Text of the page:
In Loving Memory- Bruce Salisbury

By Clairice Minkler

  Bruce was more than a friend and writer for the paper, he was family. He, Dottie, and their daughter, Winona,  became more important to me than I ever imagined.

      Bruce first started writing for the Veterans’ Voice  back in  the early days of the paper. Over the years since, I came to admire his intellect, tenaciousness, dry sense of humor, and dedication to his family, and the military.  Anyone who knew him (and there are many, because he never met a stranger!)would agree that he was quite a package!

  Bruce was a devoted husband to Dottie, aka, Blondie. They would have been married for 65 years on November 1, 2017. The two of them, together, were quite the power house. They spent countless hours working tirelessly on various projects, most of which were related to honoring military members, past and present.

  When I first met Bruce, he was busy getting a mountain in Colorado renamed as a permanent memorial to all those who have been killed, or are missing in action. As he put it, “this monument will be here for the lifetime of our generation and continuing ones and be a symbol that will be covered with snow, washed with summer rain, warmed in the summer sun, and will change subtly over the centuries, but forever be dedicated to America’s killed and missing in action, from all five armed services and all of our wars. When an American warrior falls, his family and friends can “go to the mountain” and not have to wait for years to have a memorial to their war constructed.”

   It was a long row to hoe, but after five years it became a reality and Mt. KIA/MIA in Saguache County, CO  was finally dedicated in October of 2006. Oh, and did I mention that while doing all of this, he was also recovering from lung cancer? That’s the kind of man Bruce was. The kind of man we need more of today.

  It wasn’t long before he was off on another project, to honor the forgotten MOH recipient from his hometown of Farmington, NM, Kenneth Worley. A project, which unfortunately, he didn’t get to see to completion. While they were busy on this new project, Dottie was also occupied with a different idea-  acquiring a ship’s bell to be rung at military funerals and for special military related events. Bruce said, “I asked Dottie what she wanted for her 79th Birthday, and she requested "a ship's bell". When that fisherman's daughter wants something to remind her of the sea, I try to take her to one of the oceans and vacation for a bit. I love to see the look on her face when she faces into an onshore  wind, her hair flying wildly, and, with a big smile samples the salt -air aroma of the Ocean.”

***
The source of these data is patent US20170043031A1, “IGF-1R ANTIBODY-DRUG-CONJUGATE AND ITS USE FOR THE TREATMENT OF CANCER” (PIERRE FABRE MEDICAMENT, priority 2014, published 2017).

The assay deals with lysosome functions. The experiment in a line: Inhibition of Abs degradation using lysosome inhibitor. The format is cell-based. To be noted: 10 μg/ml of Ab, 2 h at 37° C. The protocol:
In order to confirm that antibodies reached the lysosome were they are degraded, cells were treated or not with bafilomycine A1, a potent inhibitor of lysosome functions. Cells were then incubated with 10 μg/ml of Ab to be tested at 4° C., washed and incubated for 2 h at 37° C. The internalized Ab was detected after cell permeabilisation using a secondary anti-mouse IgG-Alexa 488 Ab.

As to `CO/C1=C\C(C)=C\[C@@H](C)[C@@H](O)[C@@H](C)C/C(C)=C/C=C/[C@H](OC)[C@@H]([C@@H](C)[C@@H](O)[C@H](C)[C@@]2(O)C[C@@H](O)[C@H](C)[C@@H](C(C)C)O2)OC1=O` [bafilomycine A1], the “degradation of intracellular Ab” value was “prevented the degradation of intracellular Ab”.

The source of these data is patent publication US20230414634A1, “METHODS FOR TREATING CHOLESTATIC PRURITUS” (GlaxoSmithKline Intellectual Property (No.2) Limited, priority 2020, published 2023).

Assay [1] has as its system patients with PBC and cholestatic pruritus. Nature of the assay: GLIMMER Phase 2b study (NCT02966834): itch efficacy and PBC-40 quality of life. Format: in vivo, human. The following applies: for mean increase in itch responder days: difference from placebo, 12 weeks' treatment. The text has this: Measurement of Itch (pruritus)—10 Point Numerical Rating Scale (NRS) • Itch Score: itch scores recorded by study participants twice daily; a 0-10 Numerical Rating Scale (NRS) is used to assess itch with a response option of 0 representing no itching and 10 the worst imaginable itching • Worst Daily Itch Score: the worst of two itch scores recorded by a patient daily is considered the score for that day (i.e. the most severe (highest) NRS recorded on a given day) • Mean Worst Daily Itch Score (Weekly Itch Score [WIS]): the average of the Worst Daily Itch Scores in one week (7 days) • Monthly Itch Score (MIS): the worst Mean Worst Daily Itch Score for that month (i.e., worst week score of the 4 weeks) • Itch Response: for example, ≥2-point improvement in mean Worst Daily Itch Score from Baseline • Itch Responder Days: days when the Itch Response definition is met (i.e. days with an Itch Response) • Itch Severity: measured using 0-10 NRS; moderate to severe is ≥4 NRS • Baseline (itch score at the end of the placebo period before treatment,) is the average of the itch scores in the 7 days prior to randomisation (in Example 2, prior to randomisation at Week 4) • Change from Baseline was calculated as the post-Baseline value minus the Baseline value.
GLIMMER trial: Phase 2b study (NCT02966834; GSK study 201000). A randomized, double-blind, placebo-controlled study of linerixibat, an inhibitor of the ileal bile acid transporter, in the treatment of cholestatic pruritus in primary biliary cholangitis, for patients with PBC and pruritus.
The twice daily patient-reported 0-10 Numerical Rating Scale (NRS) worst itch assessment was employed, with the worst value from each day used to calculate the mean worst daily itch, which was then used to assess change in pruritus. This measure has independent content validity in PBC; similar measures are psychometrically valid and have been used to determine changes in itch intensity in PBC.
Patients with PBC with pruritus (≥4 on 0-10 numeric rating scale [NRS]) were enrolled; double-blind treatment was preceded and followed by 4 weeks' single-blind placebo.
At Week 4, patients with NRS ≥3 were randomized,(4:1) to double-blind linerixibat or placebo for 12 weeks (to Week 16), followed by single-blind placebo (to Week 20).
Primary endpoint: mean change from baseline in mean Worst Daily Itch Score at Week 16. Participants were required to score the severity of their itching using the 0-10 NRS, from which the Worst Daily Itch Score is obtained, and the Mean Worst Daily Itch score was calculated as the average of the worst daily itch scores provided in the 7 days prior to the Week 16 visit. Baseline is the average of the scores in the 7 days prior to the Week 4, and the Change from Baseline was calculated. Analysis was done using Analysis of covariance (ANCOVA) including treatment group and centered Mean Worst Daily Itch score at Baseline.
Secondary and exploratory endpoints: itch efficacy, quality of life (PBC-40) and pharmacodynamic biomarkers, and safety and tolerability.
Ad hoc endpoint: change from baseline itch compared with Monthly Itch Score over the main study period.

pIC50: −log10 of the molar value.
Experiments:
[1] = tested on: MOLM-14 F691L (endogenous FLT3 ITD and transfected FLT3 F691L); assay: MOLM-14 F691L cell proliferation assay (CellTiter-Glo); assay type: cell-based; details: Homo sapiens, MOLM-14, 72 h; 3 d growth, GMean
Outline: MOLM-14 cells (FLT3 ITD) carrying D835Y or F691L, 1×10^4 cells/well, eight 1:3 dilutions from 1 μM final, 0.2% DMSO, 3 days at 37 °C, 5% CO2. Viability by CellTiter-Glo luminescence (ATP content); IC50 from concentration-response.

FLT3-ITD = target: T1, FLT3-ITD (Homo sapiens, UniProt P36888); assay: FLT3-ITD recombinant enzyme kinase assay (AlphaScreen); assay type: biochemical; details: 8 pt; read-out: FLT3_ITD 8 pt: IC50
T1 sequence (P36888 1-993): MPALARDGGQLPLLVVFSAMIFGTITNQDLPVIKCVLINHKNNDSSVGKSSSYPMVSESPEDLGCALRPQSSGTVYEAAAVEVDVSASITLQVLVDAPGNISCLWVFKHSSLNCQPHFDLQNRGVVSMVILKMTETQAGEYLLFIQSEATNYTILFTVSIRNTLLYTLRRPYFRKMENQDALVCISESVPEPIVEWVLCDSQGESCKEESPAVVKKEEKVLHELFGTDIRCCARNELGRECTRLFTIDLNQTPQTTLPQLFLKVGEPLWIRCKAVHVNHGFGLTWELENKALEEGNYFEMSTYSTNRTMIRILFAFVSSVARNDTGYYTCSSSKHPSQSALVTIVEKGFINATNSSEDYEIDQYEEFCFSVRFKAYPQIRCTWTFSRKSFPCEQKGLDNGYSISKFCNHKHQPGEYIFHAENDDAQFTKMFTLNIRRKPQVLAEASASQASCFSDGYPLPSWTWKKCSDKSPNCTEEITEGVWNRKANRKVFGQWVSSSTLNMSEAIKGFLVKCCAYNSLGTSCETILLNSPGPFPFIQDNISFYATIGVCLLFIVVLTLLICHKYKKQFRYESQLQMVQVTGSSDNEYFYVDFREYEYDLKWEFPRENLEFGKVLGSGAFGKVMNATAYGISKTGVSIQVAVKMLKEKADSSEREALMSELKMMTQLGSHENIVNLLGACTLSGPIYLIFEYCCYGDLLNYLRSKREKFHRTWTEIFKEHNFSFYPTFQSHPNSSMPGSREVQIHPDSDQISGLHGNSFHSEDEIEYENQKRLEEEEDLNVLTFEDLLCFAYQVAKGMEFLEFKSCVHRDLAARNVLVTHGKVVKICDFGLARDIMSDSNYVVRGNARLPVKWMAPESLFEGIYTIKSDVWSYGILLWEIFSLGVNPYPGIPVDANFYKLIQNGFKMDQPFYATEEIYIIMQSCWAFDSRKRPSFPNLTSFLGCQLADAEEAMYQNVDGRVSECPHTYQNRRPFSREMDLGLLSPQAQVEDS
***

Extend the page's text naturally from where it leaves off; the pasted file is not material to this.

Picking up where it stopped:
His roots:
  Bruce Lee Salisbury MSGT USAF, was born  May 13, 1930 in the little coal mine town of Mount Harris, Colorado, one of nine children of William and Bertha Salisbury. His Dad was a coal miner and a cowboy. 

  In 1935 they moved to Durango, Colorado where Bruce started school. In the summer of 1945 they moved to Farmington, NM, where he started his freshman year of high school. His mother did not want him to play football, so he walked away from home at age 15 and joined the US Army. Joining the service at such a tender age put him in  with a special group of warriors dubbed “VUMS,” Veterans of  Underage Military Service. He was an active member as long as he was able, and he and Dottie truly cherished and looked forward to their reunions each year. 

  During his twenty year career in the Air Force, most of his time involved flying, or aircraft maintenance. He served in Strategic Air Command, in Air Weather Service, Strategic Reconnaissance Squadrons, in Air Defense Command and other units. He was in Guam, the Aleutian Islands, Japan, Alaska, England, Greenland and at many mainland bases. 

  He married the love of his life, Dottie, at Carswell AFB in Fort Worth, TX. On the first day of March 1966 he retired and moved back to New Mexico to send his children through school. He and Dottie attended college at New Mexico State University and received several degrees. Their three children received university degrees from NMSU and served in the Air Force.

 Bruce passed away September 18, 2017. He is survived by his wife Dottie Salisbury; daughter Winona Dee Salisbury; sons William Lee Salisbury and Bruce Allan Salisbury; two grandchildren and 6 great-grandchildren.

  He is survived by brothers Charles Salisbury and George Salisbury; and sisters Linda Creed and Annie Phelps. 

  Bruce was laid to rest on September 22 at the Colorado State Veterans Center at Homelake in Monte Vista, Colorado in a beautiful ceremony complete with bagpipes, an honor guard and 21 gun salute.  I was honored to be there for this sad goodbye and hear Dottie’s bell toll for her beloved Bruce. 

  Bruce left behind quite a legacy and example for us to follow. May we all be as dedicated to our veterans as he was. RIP

Bruce, college graduation 
Bruce and family at his retirement ceremony in 1966.
Bruce, paying his respects 
Saying "Goodbye"